A Method for Experimental Analysis and Modeling of Virtualization Performance Overhead
Nowadays, virtualization solutions are gaining increasing importance. By enabling the sharing of physical resources, thus making resource usage more efficient, they promise energy and cost savings. Additionally, virtualization is the key enabling technology for cloud computing and server consolidation. However, resource sharing and other factors have direct effects on system performance, which are not yet well-understood. Hence, performance prediction and performance management of services deployed in virtualized environments like public and private clouds is a challenging task. Because of the large variety of virtualization solutions, a generic approach to predict the performance overhead of services running on virtualization platforms is highly desirable. In this paper, we present a methodology to quantify the influence of the identified performance-relevant factors based on an empirical approach using benchmarks. We show experimental results on two popular state-of-the-art virtualization platforms, Citrix XenServer 5.5 and VMware ESX 4.0, as representatives of the two major hypervisor architectures. Based on these results, we propose a basic, generic performance prediction model for the two different types of hypervisor architectures. The target is to predict the performance overhead for executing services on virtualized platforms.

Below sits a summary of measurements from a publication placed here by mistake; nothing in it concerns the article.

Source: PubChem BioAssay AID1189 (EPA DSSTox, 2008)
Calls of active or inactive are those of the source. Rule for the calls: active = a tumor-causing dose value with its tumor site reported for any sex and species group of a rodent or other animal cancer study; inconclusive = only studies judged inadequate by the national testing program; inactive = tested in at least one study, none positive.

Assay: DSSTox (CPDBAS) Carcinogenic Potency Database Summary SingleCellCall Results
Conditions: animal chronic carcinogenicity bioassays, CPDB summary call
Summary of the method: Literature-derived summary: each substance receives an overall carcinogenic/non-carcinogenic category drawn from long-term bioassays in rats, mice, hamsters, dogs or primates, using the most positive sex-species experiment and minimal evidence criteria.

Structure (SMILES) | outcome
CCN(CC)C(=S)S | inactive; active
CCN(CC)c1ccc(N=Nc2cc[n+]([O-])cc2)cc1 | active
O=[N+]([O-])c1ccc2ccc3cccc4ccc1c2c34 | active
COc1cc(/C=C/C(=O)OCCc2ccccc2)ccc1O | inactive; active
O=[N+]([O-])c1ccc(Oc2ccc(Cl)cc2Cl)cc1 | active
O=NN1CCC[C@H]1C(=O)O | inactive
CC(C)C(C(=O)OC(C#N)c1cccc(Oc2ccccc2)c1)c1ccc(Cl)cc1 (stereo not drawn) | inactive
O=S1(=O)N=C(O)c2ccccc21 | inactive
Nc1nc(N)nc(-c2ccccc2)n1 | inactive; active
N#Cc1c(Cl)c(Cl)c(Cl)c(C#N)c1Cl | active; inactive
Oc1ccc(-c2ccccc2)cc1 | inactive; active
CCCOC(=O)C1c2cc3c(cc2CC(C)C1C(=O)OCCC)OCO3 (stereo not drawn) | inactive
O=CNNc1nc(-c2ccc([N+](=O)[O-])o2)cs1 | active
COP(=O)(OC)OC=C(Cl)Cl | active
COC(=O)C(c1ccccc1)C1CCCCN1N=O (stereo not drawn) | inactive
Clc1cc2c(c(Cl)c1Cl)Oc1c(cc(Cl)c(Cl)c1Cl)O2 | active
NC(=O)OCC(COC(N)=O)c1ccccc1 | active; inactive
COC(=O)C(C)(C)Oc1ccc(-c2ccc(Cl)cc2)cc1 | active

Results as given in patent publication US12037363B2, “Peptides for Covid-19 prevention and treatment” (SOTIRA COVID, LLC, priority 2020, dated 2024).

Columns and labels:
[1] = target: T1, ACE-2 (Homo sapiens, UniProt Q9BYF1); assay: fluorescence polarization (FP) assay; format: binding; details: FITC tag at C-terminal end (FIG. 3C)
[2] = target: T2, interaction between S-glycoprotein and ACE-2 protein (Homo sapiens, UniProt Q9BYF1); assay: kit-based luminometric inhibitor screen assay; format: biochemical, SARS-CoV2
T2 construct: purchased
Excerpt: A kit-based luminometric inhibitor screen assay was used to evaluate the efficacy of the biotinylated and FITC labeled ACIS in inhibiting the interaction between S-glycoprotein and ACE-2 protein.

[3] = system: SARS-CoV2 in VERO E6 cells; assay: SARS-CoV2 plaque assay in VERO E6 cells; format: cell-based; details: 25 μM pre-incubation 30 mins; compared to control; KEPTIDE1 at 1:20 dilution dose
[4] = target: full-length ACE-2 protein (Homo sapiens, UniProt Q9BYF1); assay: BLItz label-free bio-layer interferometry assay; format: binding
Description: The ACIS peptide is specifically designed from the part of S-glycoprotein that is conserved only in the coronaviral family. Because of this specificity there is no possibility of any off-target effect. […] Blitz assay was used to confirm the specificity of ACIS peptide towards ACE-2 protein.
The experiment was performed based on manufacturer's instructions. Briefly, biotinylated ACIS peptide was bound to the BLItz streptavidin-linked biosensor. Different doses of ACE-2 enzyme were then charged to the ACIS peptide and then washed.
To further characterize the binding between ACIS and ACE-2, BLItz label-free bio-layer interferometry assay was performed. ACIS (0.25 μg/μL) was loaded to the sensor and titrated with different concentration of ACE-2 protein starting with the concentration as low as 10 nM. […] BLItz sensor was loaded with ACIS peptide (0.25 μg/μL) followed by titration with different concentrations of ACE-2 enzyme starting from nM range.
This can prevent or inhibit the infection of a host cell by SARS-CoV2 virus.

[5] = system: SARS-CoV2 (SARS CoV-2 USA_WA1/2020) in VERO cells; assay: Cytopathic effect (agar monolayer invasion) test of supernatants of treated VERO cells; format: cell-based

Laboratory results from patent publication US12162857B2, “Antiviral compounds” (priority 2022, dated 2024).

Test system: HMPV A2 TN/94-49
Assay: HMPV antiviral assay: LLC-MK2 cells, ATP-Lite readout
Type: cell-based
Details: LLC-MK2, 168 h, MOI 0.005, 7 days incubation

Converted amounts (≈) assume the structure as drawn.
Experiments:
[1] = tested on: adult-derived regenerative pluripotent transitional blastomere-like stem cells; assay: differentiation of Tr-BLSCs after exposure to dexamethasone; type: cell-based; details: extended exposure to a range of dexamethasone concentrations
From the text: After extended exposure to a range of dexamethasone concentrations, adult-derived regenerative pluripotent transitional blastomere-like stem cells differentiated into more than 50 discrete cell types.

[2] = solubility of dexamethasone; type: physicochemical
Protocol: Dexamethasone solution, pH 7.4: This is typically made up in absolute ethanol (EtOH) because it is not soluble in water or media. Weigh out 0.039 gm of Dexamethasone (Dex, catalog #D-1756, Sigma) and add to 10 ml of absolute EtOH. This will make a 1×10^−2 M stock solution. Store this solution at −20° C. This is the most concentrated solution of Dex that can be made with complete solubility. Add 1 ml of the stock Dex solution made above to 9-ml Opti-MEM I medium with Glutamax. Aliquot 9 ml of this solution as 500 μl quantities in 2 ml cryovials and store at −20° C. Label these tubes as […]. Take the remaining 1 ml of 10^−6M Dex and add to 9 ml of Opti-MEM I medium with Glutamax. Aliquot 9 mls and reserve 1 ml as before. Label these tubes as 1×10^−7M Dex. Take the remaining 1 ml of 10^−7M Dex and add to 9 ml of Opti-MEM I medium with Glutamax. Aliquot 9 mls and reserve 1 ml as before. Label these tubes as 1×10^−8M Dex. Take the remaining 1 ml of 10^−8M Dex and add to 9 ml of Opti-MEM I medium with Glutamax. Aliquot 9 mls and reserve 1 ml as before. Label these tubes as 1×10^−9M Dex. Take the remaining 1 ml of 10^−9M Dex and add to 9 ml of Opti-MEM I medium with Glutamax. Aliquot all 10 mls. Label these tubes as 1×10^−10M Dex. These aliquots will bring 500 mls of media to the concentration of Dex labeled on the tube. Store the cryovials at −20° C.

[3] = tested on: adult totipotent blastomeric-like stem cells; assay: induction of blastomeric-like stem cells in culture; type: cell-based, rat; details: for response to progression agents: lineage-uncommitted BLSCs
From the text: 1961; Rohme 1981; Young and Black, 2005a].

KeywordsPerformance Overhead Performance Drop Performance Isolation Virtualization Platform Physical Core
This work was funded by the German Research Foundation (DFG) under grant No. 3445/6-1.
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